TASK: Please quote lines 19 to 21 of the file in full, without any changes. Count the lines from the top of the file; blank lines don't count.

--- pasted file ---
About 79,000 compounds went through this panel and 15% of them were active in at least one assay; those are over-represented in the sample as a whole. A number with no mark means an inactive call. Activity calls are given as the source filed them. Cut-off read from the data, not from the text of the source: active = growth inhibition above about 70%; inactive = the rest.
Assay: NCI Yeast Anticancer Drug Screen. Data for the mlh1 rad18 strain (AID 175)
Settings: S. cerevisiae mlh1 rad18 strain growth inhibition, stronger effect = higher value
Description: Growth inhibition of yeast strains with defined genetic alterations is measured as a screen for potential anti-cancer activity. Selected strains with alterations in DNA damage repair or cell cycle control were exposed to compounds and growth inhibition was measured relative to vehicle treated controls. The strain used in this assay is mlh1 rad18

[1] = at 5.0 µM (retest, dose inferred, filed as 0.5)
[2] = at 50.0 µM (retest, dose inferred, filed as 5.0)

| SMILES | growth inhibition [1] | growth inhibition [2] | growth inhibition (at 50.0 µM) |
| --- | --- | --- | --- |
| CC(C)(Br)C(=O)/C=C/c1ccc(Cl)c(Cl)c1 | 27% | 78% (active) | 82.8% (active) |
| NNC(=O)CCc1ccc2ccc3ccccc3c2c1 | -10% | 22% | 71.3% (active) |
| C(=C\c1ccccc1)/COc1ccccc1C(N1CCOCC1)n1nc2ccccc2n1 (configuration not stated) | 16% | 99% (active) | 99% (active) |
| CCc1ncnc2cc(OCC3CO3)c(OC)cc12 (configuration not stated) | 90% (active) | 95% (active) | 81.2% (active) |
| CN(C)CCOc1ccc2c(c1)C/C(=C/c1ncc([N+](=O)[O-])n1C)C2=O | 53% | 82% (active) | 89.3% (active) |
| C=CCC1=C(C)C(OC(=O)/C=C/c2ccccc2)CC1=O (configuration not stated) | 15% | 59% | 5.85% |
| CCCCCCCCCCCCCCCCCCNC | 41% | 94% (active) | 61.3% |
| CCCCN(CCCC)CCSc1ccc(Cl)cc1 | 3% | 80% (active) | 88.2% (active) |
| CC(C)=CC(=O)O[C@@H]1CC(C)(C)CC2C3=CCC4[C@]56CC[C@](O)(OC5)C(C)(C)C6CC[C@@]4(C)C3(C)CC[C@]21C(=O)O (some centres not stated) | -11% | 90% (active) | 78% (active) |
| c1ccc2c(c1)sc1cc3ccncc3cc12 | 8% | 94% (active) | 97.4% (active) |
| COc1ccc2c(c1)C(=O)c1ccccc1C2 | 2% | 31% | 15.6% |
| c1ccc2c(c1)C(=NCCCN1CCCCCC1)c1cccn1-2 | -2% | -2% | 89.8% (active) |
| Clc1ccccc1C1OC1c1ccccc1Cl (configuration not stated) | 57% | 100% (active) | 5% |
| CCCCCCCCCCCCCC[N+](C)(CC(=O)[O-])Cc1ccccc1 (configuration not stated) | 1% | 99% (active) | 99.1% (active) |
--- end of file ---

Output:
| COc1ccc2c(c1)C(=O)c1ccccc1C2 | 2% | 31% | 15.6% |
| c1ccc2c(c1)C(=NCCCN1CCCCCC1)c1cccn1-2 | -2% | -2% | 89.8% (active) |
| Clc1ccccc1C1OC1c1ccccc1Cl (configuration not stated) | 57% | 100% (active) | 5% |